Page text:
What Should People with Cancer Know About Monkeypox?

By Pat Carragher - August 09, 2022

With the U.S. accounting for more monkeypox infections than any other country in the world, the Biden Administration formally declared monkeypox as a public health emergency last week. As of Monday, the Florida Department of Health reported 938 confirmed or probable cases of the virus, including 77 in Hillsborough, Pinellas and Pasco counties combined, according to its tracking website

With cases slowly becoming more prevalent, it’s important for patients with cancer who may have compromised immune systems to know how the virus can affect them.

According to Dr. John Greene, chair of the Infectious Diseases Program at Moffitt Cancer Center, the monkeypox virus primarily spreads through prolonged skin-to-skin contact, mainly through skin lesions. While there is little data available about how this virus affects patients with cancer, Greene believes that if monkeypox behaves like other viruses in the pox family, then immunocompromised patients carry an additional risk.

“If a patient on immunosuppressive therapy comes down with the virus, they have a higher chance of becoming severely ill or even death,” said Greene. “The skin lesions aren’t the main concern for these patients, it’s where the disease spreads in the body. If it goes to the lungs, patients risk contracting pneumonia. If it goes to the brain, you risk encephalitis.”

portrait of blockquote author

"The skin lesions aren’t the main concern for these patients, it’s where the disease spreads in the body."

- Dr. John Greene, Infectious Diseases Program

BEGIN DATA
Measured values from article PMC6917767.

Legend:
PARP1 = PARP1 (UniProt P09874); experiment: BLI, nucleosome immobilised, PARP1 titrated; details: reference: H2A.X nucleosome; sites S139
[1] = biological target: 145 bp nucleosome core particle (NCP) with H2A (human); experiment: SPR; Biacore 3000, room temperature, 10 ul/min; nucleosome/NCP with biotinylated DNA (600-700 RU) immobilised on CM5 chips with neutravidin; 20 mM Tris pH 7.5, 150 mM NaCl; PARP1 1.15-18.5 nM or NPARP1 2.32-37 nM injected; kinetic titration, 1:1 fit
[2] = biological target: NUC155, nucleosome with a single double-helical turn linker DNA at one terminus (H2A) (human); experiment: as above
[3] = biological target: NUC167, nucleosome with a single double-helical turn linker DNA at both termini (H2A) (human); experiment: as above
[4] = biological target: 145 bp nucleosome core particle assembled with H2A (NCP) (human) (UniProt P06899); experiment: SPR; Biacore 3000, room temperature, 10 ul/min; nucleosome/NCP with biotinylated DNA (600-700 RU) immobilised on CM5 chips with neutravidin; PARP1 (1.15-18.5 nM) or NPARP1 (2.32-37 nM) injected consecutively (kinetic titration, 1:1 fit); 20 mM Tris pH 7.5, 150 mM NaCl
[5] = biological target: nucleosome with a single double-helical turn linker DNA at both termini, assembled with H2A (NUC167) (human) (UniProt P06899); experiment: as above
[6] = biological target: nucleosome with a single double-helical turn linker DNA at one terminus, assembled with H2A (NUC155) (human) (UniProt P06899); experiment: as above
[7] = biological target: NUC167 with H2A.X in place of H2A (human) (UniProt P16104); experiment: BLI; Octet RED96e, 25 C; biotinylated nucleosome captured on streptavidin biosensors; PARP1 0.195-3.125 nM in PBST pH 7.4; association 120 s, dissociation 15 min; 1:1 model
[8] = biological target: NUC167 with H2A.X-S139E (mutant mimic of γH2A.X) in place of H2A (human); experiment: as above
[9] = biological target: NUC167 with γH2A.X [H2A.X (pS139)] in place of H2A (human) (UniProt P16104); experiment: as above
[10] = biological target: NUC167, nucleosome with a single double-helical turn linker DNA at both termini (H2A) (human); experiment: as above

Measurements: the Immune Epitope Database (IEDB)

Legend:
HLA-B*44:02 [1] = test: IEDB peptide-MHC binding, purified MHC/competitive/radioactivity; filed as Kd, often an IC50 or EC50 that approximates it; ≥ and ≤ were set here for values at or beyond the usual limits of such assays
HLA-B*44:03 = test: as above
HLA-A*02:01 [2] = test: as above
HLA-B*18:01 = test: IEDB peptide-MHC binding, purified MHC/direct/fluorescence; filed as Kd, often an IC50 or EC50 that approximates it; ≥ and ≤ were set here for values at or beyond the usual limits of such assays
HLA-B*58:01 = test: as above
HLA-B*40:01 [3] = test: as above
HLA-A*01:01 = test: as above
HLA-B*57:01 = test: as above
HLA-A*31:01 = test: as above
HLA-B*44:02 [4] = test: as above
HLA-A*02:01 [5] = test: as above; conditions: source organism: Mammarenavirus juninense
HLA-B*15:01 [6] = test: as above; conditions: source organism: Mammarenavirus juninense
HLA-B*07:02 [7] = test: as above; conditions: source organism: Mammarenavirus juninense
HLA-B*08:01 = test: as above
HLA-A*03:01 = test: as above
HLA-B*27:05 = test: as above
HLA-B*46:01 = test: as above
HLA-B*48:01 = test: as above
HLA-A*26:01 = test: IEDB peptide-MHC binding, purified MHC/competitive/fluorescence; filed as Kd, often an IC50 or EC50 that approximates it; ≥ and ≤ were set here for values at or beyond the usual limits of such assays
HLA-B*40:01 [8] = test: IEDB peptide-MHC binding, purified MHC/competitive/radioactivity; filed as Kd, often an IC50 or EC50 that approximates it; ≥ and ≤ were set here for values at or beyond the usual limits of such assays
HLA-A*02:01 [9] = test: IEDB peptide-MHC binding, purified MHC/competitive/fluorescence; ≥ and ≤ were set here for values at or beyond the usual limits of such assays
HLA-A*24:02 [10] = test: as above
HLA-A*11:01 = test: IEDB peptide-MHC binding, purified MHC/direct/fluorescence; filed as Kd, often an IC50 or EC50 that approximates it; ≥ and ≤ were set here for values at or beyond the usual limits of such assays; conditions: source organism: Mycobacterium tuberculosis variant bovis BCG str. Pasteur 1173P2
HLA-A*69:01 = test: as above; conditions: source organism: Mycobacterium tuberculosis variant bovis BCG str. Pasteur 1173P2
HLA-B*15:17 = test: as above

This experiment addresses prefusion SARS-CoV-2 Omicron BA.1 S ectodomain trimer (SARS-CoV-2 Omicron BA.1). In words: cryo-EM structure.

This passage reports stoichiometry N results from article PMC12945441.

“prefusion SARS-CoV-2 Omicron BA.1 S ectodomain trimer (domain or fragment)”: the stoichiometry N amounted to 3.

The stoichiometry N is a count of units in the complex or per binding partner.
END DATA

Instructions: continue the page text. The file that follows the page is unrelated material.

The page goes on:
The monkeypox rash usually begins within a few days, before scabbing over. The rash typically develops on the face, hands and feet.

Symptoms include:

  • Fever
  • Headache
  • Muscle aches
  • Back pain
  • Low energy
  • Swollen glands (lymph nodes)
  • Skin rash

Greene says it’s rare for the virus to spread outside of direct contact. In general, people are safe to go out into public but should use caution when attending large events like concerts or sports games. If you see someone with any fluid filled bumps or open lesions, it’s recommended to keep a safe distance. Unlike COVID-19, monkeypox is not typically spread through the air, but can be spread through a cough or sneeze.

“The skin vesicles have tons of virus when they’re fluid filled,” said Greene. “Once they’re crusted over and covered with normal skin, that person is a lot less contagious. We’ve known that with chickenpox. You can visually tell the degree of contagion when the skin has crusted over.”

Monkeypox is not considered a traditional sexually transmitted disease but global data suggests skin-to-skin contact during sex is responsible for a majority of the recent cases. World Health Organization director General Tedros Adhanom Ghebreyesus said recently, “this is an outbreak that can be stopped” as long as people stay informed and protect themselves from the virus.”

There is a monkeypox vaccine available, but patients should check with their doctors before getting it. According to the American Cancer Society, live virus vaccines don’t cause problems in people with normal immune systems. But they might not be safe for people with weakened immune systems, so live virus vaccines typically are not recommended for patients with cancer.

“Unfortunately, there is currently no inactivated vaccine for monkeypox,” said Greene. “To get the vaccine you would need to be not severely immune suppressed. For those who are immune suppressed, there is a risk that the vaccine could cause patients to become severely ill or worse.”

If you think you have symptoms of monkeypox or have been in close contact with someone with monkeypox, tell your doctor, self-isolate if you can, and avoid close contact with others.

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